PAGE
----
Strategies to treat ED as a consequence of PRF include pharmacological, mechanical and invasive treatment approaches. Initial attempts in Italy used papaverine and prostaglandin E1 as vasodilatative, intracavernous injections.61 In 2004, Shenfeld et al62 treated patients with ED after PFUI with 100 mg oral sildenafil (PDE-5-I) on demand for 3–6 months. Forty-seven percent responded favourably to treatment, of which one-third reported resumption of normal spontaneous erections during the follow-up of 18 months. Oral PDE-5-I therapy is regarded as standard of care and serves as initial reference treatment in men suffering from ED.63–65 Both sildenafil and tadalafil are commonly used representatives of PDE5-I in the treatment of ED with comparable safety and efficacy.66 The management of concomitant injuries following PRF includes the early diagnostics and exclusion or treatment of organic damages to prevent or reduce the risk of ED.13 14 42 According to the results of our meta-analysis, the treatment with PDE-5-I increases the IIEF-5 score by 6.5 points in patients with ED after PRF with urethral injury. However, it remains unclear whether it also supports the permanent recovery of spontaneous erectile function. Similarly, the data for the efficacy of penile rehabilitation after radical prostatectomy are still controversially discussed.67 68 The effect seems to be ameliorated with a regular treatment regime compared with on-demand use of PDE-5-I in patients with ED after radical prostatectomy.69 The current limited evidence demonstrates, that daily oral intake of PDE-5-I seems to have also a relevant positive effect on ED in 55%–88% of patients after PRF with or without associated PFUI.70–73 Furthermore, the efficacy of pharmacological therapy can also be supported with mechanical aids, such as the use of vacuum erection devices or low-intensity shock-wave therapy. Both have shown to ameliorate IIEF-5 score and erection quality when used in combination with PDE-5-I, compared with stand-alone treatment.74–76 Finally, the implantation of penile prosthesis or revascularisation surgery are both regarded as last resort options in ED treatment of patients after perineal or pelvic surgery or trauma.77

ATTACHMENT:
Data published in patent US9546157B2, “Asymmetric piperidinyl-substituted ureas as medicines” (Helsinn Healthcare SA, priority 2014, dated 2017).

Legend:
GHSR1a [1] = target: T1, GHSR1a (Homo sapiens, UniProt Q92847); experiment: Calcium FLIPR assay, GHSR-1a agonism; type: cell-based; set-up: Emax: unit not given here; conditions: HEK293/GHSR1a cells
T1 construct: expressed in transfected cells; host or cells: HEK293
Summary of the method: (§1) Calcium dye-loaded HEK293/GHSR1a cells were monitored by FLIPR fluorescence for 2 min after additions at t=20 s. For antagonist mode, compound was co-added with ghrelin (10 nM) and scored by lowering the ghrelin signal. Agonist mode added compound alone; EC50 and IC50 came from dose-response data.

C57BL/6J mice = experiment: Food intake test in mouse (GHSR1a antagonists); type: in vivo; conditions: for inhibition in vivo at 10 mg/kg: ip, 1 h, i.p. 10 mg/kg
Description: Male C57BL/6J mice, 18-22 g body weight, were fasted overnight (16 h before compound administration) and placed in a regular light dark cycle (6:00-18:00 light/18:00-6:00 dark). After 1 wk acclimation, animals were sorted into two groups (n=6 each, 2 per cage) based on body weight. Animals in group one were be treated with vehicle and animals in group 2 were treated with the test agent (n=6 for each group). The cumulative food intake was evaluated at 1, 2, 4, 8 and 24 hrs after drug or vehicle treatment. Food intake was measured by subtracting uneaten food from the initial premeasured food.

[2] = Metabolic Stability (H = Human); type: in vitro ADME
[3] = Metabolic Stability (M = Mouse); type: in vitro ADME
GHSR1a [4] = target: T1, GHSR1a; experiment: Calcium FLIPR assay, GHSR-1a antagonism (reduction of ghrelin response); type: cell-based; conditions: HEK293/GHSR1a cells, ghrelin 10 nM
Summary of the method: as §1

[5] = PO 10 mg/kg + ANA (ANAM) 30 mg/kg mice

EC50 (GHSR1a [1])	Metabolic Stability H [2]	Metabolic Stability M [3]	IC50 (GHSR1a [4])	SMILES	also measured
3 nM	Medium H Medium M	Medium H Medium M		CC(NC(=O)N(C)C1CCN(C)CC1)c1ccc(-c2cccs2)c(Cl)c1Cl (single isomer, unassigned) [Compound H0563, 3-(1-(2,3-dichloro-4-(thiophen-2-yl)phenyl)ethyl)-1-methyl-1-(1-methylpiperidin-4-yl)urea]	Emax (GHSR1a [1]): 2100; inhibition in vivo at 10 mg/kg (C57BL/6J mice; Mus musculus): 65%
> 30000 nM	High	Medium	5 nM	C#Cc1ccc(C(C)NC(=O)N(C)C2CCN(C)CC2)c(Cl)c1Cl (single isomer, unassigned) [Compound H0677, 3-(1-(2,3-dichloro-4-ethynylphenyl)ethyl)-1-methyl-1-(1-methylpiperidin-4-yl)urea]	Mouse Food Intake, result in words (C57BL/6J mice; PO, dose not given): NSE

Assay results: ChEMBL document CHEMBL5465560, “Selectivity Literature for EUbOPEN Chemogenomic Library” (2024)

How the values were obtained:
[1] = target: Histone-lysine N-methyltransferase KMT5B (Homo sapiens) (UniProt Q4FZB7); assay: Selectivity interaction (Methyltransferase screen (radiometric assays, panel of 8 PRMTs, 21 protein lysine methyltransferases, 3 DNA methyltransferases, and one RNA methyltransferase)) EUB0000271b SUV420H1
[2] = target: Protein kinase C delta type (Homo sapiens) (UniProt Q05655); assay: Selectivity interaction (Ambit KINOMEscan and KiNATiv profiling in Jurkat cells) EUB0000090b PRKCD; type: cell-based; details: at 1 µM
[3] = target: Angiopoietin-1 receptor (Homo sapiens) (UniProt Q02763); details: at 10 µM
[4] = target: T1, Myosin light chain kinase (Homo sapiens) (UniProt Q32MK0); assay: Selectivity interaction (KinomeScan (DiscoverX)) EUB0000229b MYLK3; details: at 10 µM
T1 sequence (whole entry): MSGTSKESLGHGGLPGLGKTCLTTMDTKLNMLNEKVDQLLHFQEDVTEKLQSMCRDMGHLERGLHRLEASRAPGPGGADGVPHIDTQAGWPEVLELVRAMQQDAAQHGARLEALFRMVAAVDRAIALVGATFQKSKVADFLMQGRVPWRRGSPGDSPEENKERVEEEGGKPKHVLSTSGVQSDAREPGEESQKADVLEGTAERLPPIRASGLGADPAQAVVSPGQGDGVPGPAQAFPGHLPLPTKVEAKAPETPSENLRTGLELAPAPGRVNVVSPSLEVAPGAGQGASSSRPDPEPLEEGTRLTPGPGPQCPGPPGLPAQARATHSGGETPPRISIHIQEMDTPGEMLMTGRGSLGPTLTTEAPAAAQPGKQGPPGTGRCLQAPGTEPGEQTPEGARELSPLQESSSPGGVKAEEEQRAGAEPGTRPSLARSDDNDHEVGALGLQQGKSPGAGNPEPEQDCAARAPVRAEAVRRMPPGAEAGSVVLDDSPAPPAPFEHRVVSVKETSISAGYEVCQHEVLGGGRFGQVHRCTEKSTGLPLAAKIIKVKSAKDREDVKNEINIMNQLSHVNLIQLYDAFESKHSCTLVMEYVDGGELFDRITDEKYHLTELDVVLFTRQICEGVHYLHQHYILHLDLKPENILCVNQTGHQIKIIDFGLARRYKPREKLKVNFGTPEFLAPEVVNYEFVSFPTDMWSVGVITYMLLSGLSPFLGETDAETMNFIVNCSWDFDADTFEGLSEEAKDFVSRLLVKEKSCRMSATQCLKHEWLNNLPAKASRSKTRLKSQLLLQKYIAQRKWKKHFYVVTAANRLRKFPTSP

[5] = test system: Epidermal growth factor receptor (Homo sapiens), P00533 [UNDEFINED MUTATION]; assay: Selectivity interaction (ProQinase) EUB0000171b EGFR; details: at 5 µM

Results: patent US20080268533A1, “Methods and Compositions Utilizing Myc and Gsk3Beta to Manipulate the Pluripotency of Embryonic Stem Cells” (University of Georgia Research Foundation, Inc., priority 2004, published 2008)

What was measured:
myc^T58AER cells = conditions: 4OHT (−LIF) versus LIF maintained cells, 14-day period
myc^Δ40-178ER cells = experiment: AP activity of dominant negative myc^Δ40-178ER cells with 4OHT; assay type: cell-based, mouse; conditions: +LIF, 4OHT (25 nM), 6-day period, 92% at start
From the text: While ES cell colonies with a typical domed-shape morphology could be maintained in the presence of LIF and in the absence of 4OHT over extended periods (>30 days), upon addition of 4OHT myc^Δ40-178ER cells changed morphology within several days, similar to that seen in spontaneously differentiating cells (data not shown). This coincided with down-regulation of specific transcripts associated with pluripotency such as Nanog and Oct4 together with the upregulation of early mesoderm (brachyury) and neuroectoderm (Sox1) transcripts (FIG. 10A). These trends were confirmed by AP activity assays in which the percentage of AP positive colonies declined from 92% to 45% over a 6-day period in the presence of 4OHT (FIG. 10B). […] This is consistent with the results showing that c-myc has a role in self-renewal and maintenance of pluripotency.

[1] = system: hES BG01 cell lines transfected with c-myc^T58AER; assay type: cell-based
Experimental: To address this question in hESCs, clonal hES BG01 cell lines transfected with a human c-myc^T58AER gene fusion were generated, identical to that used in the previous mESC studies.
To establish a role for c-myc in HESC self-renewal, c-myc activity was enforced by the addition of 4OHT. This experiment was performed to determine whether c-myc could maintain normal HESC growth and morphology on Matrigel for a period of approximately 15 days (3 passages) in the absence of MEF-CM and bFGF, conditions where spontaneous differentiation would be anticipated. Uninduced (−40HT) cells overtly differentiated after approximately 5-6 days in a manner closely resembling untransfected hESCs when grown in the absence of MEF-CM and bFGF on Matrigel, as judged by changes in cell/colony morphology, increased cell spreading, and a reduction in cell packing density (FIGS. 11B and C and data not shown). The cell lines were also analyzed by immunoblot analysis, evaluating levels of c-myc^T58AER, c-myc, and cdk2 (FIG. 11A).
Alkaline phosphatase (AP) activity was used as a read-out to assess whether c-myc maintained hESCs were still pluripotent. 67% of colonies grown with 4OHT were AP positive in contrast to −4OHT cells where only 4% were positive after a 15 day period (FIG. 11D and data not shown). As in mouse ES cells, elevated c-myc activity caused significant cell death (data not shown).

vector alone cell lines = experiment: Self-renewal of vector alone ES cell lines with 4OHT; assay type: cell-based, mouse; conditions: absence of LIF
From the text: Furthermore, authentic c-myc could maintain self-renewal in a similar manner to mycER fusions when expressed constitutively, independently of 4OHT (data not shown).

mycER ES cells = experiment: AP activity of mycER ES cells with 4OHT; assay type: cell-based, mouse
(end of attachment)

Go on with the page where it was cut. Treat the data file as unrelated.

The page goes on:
Limitations and strengths
This systematic review and its meta-analysis have some limitations. Despite the strict definition of PRF and ED, all of the included studies present an inevitable variability due to their heterogeneous methodology and study populations coming from different centres worldwide. Therefore and due to the lack of standardisation, a broad variety of PRF classifications and different definitions as well as questionnaires for the evaluation of ED were used. Furthermore, all of the included studies provide a considerable risk of bias (figure 4). In addition, there are general limitations to systematic reviews regarding the search algorithm and the potential to miss relevant articles (selection bias, publication bias, language bias, time lag bias, etc). However, all of the included studies showed consistent and overall comparable outcomes, which implicates a representative cohort with reliable and repeatable results included in this analysis.
Patients who suffer from PRF have an increased risk of developing ED, regardless of the classification severity and the concomitant injuries. Early beginning of penile rehabilitation with the pharmacological help of PDE-5-I on a daily basis and a treatment duration of at least 3 months may relevantly reduce ED after PRF and therefore ameliorate QoL in these patients.
Data availability statement
Data are available upon reasonable request. Extra data can be accessed via the Dryad data repository at http://datadryad.org/ with the doi: 10.5061/dryad.mpg4f4r06.
We thank Dr. sc. nat. Martina Gosteli, scientific librarian at the main library from the University of Zurich (Switzerland), for her precious efforts in performing a profound systematic literature research regarding the topic.
FAS and SH contributed equally.
Contributors FAS and SH: contributed equally to this work. They developed the research idea and led the research team; both authors screened independently all articles, and found consent in cases of disagreement, both authors extracted and analysed the data. They wrote the original draft of the manuscript. UH: supported and supervised the methodology and the statistical analysis of the meta data. UH: read and reviewed the manuscript critically. DE and HCP: supervised the entire project, provided the infrastructure for conducting this research and critically reviewed the manuscript
Funding The authors have not declared a specific grant for this research from any funding agency in the public, commercial or not-for-profit sectors.
Competing interests None declared.
Provenance and peer review Not commissioned; externally peer reviewed.